By 90Min
August 31, 2018

No footballer will ever experience the perfect career, with heartbreak an inevitable experience of playing at any level of the game.

But when adversity strikes, fate sometimes presents another chance for redemption.

Here's a look at six players from around the world who confronted their demons.


Stuart Pearce

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Six years after missing from the spot in the 1990 World Cup semi final shootout, Stuart Pearce had the chance to face his demons when England needed penalties to beat Spain at Euro '96.

Refusing to shirk responsibility, Pearce took England's third penalty and smashed it past Spain goalkeeper Andoni Zubizarreta. If anyone ever wondered the reason behind his 'Psycho' nickname, the aggressive celebration that followed is a perfect explanation.

The left-back, who was left out of the World Cup squad in 1998, had been holding onto that painful anger for a long time and was finally able to let it go.


Michael Bradley

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As captain of Toronto FC and an MLS All-Star in the previous two seasons, Michael Bradley was one of two players who missed a penalty in the 2016 MLS Cup final on home soil at BMO Field, seeing Seattle Sounders lift the trophy instead.

Aided by an extremely talented team, Bradley subsequently returned to his best in 2017 as Toronto swept the regular season to top the standings and win the MLS Supporters' Shield, before revenge on Seattle in a repeat of the all-important MLS Cup final in the same stadium.

12 months after heartbreak, Bradley, once more an MLS All-Star after missing out in 2016, held the trophy aloft at BMO Field after the 2-0 Toronto win.


Ruud van Nistelrooy

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Manchester United striker Ruud van Nistelrooy missed a penalty in the closing stages of a Premier League clash with Arsenal in September 2003. Scoring would have seen United win 1-0 and beat the Gunners just six games into what became their 'Invincible' season.

Moments later, Arsenal players aggressively descended on the Dutchman as the final whistle blew and the game has since become known as the 'Battle of Old Trafford'.

By the time Arsenal returned to Old Trafford 13 months later, they were unbeaten in 49 Premier League games. But when Wayne Rooney won a penalty, Van Nistelrooy stepped up again and this time converted. His outpouring of emotion showed how much it meant.


Neymar

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Winning an Olympic gold medal in football was something that Brazil had long craved, picking up bronzes and silvers along the way in more than 60 years of trying, but never the elusive gold.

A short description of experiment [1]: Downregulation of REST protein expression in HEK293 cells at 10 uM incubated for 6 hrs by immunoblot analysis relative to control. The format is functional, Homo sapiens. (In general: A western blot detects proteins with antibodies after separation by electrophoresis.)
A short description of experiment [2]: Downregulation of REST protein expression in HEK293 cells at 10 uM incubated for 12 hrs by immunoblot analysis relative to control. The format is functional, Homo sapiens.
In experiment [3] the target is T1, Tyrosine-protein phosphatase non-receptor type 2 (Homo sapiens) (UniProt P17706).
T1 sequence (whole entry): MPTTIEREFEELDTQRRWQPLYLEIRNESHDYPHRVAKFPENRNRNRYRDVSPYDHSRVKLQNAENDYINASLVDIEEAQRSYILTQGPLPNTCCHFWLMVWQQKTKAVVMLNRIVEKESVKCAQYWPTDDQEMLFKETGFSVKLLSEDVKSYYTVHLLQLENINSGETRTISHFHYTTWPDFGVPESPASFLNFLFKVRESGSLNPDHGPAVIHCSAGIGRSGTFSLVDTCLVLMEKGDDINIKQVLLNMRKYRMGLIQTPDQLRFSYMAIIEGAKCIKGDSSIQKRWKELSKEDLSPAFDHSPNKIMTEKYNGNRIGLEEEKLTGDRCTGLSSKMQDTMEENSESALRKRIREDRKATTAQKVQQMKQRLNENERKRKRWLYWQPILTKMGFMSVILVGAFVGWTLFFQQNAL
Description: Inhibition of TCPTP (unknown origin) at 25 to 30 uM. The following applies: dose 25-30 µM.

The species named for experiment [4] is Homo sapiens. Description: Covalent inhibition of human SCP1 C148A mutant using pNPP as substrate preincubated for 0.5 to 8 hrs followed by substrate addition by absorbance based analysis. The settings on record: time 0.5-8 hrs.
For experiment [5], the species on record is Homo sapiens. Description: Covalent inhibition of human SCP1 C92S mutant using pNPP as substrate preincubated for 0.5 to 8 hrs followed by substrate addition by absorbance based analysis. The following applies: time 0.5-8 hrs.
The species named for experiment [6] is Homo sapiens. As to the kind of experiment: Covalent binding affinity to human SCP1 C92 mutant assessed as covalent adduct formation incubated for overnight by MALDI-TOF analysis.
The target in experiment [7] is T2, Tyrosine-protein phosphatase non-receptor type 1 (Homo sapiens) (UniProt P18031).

Neymar was part of the Selecao team that fell short at the last hurdle in London in 2012, coming away with a silver medal. But the national superstar returned to the tournament four years later as captain and a designated overage player with the sole target of striking gold.

Brazil grew into the tournament and Neymar scored four goals en route to winning gold, even netting the decisive penalty in the final shootout against Germany. It was even sweeter that it was on home soil after his World Cup two years earlier had ended in tears on a stretcher.


David Beckham

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David Beckham became public enemy number one as far as the English press were concerned after the 1998 World Cup, singled out for blame for his red card against Argentina in the Round of 16 as the Three Lions crashed out of the tournament.

Despite the vile treatment he was subjected to, Beckham thrived in the face of the abuse and enjoyed arguably the four best seasons of his career in the build up to the next World Cup in 2002, winning numerous trophies with Manchester United, including Champions League glory.

It seemed like fate when England were drawn in the same group as Argentina at the tournament and when Beckham, as captain, scored to win the game, his redemption was complete.


Ronaldo

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Brazilian superstar Ronaldo enjoyed the worst and best nights of his career in two World Cup finals four years apart, exorcising his demons in 2002 after 1998 heartbreak.

The 1998 tournament had been all about O Fenômeno, the most expensive player in history and an explosive young talent, the like of which had rarely been seen before. But a nightmarish final surrounded by conspiracy and four years of injury hell threatened to leave his story unfinished.

Prior to 2002, Ronaldo hadn't been able to play for Brazil for two years and his selection for that summer's World Cup was questionable. Yet he scored eight goals at the tournament, including both of Brazil's in the final, to cement his name in the history books.


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